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Unformatted text preview: 8 Poincar´ e sections The dynamical systems we study are of the form d ψx ( t ) = F ( ψx, t ) d t Systems of such equations describe a ﬂow in phase space. The solution is often studied by considering the trajectories of such ﬂows. But the phase trajectory is itself often diﬃcult to determine, if for no other reason than that the dimensionality of the phase space is too large. Thus we seek a geometric depiction of the trajectories in a lowerdimensional space—in essence, a view of phase space without all the detail. 8.1 Construction of Poincar´ e sections Suppose we have a 3D ﬂow . Instead of directly studying the ﬂow in 3D, consider, e.g., its intersection with a plane ( x 3 = h ): Γ x 2 S P 0 P 1 P 2 x 3 h x 1 • Points of intersection correspond ( in this case ) to ˙ x 3 < on . • Height h of plane S is chosen so that continually crosses S . • The points P , P 1 , P 2 form the 2D Poincar´ e section . 68 The Poincar´ e section is a continuous mapping T of the plane S into itself: P k +1 = T ( P k ) = T [ T ( P k − 1 )] = T 2 ( P k − 1 ) = . . . Since the ﬂow is deterministic, P determines P 1 , P 1 determines P 2 , etc. The Poincar´ e section reduces a continuous ﬂow to a discretetime map ping . However the time interval from point to point is not necessarily con stant. We expect some geometric properties of the ﬂow and the Poincar´ e section to be the same: • Dissipation ∞ areas in the Poincar´ e section should contract. • If the ﬂow has an attractor, we should see it in the Poincar´ e section. Essentially the Poincar´ e section provides a means to visualize an otherwise messy, possibly aperiodic, attractor. 8.2 Types of Poincar´ e sections As we did with power spectra, we classify three types of ﬂows: periodic, quasiperiodic, and aperiodic. 8.2.1 Periodic The ﬂow is a closed orbit (e.g., a limit cycle): P 0 69 P is a fixed point of the Poincar´ e map: P = T ( P ) = T 2 ( P ) = . . . . We proceed to analyze the stability of the fixed point. To first order, a Poincar´ e map T can be described by a matrix M defined in the neighborhood of P : P In this context, M is called a Floquet matrix . It describes how a point P + ν moves after one intersection of the Poincar´ e map....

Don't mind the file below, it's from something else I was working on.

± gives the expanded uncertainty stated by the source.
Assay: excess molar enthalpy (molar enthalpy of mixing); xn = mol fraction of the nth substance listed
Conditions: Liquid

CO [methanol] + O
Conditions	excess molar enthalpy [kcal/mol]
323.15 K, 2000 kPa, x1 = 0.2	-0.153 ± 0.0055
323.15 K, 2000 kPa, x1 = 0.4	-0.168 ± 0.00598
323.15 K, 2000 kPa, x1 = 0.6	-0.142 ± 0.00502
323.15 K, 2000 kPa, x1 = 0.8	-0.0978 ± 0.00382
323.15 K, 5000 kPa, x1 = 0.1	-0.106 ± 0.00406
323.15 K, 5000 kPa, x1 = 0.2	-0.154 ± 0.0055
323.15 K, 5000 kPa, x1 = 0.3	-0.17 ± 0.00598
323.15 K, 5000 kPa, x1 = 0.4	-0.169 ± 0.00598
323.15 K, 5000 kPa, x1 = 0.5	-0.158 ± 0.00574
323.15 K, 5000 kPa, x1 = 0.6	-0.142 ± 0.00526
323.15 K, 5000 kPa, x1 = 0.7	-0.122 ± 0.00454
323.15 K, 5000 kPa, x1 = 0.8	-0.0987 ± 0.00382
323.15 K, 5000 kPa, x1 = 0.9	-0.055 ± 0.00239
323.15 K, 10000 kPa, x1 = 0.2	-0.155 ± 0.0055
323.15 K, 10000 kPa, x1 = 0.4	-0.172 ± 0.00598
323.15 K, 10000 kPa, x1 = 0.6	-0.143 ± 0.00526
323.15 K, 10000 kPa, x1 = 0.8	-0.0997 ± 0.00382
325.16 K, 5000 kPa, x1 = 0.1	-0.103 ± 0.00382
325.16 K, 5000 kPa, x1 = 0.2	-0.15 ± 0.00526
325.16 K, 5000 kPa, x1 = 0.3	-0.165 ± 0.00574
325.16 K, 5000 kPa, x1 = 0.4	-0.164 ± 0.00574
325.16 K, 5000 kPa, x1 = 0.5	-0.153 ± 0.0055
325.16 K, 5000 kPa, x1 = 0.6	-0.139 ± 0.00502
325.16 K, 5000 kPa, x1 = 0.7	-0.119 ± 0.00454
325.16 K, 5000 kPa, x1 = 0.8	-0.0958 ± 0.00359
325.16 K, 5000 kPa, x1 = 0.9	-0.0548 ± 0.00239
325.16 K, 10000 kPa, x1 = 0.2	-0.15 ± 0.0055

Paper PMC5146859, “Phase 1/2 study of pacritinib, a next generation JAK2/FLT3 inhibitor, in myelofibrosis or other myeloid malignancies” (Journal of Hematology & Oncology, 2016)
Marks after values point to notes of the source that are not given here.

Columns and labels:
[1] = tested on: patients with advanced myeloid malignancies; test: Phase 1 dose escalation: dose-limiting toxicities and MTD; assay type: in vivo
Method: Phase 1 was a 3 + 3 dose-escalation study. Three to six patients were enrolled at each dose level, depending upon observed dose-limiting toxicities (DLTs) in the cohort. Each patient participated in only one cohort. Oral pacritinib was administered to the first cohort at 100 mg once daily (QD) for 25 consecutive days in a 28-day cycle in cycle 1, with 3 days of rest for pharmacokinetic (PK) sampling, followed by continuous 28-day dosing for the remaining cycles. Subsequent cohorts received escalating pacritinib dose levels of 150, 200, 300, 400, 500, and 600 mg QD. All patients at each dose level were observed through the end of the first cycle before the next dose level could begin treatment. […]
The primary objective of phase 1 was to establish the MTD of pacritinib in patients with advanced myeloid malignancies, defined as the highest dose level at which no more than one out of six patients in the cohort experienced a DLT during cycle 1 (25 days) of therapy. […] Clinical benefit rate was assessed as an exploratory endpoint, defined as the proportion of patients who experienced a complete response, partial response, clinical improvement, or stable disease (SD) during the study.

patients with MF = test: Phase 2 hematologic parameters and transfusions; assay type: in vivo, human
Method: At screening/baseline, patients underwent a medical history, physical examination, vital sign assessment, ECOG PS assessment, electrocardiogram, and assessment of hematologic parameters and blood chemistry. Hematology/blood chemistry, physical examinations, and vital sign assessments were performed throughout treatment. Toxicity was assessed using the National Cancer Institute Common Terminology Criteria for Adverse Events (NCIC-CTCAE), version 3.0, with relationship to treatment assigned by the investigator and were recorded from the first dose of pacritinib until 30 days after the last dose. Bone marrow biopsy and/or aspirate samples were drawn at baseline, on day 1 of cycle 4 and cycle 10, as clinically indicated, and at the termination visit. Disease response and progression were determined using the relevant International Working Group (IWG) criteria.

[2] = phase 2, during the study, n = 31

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This note was uploaded on 02/24/2012 for the course MECHANICAL 12.006J taught by Professor Danielrothman during the Fall '06 term at MIT.
 Fall '06
 DanielRothman

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